The most effective, monolithic barrier against moisture is a rubberized coating that bonds directly to various surfaces to repair cracks and seal penetrations, laps and fasteners. Rubberized coatings have a high elasticity coefficient that moves with silo vibration caused by roof-mounted equipment or loading and unloading.
Our rubber coating reduces costly reapplications of surface protectants and can be applied to many surfaces. As a silo roof coating, our rubber coating can fix both metal silo roofs and concrete silo roofs. In addition, our silo roof-top coating has the flexibility to maintain its integrity through the changing seasons, protect against oxidation, humidity and corrosive environments while resisting alkali, salts, abrasions and fumes.
Rubber Roof-Top Coating Works On:
- Metal buildings and roofs
- Built-up roof (BUR) membranes
- Grain silos and bins
- Silo exterior walls
- Single-ply roofs
- Urethane foam roofs
- Steel bolted joints
- Concrete silo roofs
Additional Benefits of Rubberized Silo Coatings:
- Not a floating membrane
- Offers excellent adhesion to aluminum, galvanized steel, painted surfaces, modified bitumen, steel joints and many other surfaces
- Excellent in sealing cracks, laps, fasteners and roof surface penetrations
- Available in all 50 states and a variety of colors
Proper material flow in silos is important for more than just production schedules. Issues with material flow can cause increased stress on silo walls that may go beyond what the silo was designed to withstand. Not only does this cause cracking, spalling and possible wall separation, it can also lead to structural failure.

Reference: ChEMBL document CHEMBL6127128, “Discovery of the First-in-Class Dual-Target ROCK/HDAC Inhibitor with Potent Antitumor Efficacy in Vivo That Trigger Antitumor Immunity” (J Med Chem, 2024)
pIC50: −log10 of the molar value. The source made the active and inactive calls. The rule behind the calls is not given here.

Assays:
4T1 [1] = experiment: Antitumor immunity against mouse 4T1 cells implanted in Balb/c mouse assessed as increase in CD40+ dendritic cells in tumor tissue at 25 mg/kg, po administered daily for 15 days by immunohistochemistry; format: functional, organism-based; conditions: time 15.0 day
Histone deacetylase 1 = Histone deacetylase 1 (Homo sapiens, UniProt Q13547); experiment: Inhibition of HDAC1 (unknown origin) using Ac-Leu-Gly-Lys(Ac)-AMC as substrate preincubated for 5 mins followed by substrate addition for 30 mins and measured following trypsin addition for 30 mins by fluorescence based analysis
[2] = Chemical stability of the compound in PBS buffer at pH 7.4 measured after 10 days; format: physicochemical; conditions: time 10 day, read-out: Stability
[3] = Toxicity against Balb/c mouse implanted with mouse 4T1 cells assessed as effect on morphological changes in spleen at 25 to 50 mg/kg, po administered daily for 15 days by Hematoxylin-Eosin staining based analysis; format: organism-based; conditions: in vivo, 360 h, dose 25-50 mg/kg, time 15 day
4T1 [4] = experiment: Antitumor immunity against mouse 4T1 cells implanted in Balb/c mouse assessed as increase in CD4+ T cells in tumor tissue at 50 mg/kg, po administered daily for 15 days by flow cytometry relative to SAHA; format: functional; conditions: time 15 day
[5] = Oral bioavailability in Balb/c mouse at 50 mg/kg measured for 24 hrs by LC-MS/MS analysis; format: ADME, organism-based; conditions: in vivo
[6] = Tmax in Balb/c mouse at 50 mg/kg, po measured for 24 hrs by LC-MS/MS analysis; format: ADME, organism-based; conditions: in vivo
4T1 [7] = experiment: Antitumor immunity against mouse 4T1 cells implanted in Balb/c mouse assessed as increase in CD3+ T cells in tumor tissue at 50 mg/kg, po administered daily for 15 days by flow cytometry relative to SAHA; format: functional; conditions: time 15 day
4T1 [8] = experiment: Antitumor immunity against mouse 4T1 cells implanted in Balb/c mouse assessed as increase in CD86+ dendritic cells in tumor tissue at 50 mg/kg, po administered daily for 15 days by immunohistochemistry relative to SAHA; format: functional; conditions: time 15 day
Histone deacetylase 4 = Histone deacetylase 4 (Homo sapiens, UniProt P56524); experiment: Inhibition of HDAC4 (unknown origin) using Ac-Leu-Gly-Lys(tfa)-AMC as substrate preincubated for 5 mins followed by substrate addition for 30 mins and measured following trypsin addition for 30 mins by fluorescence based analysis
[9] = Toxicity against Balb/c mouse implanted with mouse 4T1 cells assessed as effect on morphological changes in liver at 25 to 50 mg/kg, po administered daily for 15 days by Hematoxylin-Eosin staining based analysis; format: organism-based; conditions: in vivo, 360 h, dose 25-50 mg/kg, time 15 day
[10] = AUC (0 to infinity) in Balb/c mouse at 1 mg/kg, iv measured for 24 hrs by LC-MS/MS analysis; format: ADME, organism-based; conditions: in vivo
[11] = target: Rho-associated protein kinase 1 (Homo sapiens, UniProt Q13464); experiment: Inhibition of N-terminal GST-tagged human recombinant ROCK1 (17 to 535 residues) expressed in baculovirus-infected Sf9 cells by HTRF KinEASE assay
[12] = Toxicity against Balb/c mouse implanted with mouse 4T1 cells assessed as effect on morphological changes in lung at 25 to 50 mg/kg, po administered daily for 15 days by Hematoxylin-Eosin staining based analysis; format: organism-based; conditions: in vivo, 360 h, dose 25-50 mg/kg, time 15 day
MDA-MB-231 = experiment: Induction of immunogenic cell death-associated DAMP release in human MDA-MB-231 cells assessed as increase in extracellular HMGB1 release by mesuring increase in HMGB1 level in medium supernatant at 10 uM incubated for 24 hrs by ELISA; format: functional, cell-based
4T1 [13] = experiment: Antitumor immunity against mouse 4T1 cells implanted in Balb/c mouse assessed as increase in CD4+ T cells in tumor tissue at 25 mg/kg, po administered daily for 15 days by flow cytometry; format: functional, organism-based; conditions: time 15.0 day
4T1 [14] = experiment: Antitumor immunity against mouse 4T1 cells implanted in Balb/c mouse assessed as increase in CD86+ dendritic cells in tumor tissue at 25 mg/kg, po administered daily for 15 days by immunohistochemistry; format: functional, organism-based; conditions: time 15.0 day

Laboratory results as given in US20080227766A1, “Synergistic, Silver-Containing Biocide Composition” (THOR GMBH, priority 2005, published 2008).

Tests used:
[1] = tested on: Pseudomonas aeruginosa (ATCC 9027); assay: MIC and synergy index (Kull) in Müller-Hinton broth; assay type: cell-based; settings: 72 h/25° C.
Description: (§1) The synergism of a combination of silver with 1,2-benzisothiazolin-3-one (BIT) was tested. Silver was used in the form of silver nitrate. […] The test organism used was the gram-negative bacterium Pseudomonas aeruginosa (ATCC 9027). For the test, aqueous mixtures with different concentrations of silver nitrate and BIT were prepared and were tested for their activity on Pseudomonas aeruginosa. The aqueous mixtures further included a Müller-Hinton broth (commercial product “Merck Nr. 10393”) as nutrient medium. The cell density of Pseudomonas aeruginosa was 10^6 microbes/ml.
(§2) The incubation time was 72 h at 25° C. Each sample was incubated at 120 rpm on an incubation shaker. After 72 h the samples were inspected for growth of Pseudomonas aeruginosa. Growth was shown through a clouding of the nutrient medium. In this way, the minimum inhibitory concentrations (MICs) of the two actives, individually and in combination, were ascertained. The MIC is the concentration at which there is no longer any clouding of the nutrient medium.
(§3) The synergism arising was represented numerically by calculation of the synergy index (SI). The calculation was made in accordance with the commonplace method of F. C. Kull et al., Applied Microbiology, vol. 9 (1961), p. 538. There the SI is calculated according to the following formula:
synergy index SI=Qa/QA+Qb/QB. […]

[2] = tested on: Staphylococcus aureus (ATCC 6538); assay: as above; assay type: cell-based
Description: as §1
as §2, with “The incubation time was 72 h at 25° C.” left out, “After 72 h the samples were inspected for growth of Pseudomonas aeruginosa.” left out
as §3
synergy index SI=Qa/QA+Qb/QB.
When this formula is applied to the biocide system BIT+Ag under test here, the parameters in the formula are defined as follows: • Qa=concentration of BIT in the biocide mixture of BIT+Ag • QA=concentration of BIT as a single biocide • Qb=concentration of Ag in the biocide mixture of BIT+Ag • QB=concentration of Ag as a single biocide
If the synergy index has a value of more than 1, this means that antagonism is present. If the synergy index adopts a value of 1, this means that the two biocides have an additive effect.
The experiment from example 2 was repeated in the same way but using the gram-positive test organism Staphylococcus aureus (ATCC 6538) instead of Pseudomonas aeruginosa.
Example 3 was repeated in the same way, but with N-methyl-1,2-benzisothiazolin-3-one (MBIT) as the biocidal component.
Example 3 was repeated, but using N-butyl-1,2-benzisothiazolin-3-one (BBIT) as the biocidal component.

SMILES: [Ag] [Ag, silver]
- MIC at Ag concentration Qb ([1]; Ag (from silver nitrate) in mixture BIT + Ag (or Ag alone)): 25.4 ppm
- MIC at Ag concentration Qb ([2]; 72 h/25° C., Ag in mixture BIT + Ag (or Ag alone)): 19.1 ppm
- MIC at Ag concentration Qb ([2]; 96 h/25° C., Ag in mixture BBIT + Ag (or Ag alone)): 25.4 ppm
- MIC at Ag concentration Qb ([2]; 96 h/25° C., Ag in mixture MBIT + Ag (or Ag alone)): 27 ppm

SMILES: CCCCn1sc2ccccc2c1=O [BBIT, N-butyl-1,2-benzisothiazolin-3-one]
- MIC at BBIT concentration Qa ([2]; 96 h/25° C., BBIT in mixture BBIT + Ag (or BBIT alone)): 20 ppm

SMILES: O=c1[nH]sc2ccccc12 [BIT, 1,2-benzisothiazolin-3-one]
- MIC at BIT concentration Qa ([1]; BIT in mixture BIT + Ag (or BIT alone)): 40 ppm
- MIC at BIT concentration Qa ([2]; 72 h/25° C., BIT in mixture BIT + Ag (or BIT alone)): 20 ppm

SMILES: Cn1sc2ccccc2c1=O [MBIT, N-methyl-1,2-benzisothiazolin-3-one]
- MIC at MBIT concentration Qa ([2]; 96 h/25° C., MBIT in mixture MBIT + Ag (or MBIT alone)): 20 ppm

Silos that were initially designed with internal reinforcement sometimes face cracking or delamination of the concrete. When this is seen on the silo exterior, it is important to schedule a silo inspection as soon as possible. Such damages are often caused by overstressing of the horizontal reinforcing as a result of material flow issues.
What is silo post-tensioning?
Tension is a critical component in silo repair. If the silo is still structurally sound, certain damages caused by failing interior steel reinforcement can be repaired by post-tensioning. Post-tensioning silo repair uses high-strength post-tensioning strands that are placed around the exterior of the silo. These tensioned bands essential take over the structural support of the original internal steel by keeping walls sturdy against additional stress caused by asymmetric flow.
During this restoration process, a qualified engineer uses factors such as silo size, stored material weight and how the silo is used to determine tension specifications necessary specifications for wall reinforcement. After the strands are properly tensioned through a hydraulic process, steel lock couplers are positioned and tightened. Once completed, the tensioning assures that the silo can be safely used. Once the silo is restored through post-tensioning, it can then be returned to its actual load capacity.
Request a silo repair quote by scheduling your inspection today.
View our video, How Often Should I Have My Silo Inspected, or view our full library of videos on silo inspection, silo maintenance, and silo restoration on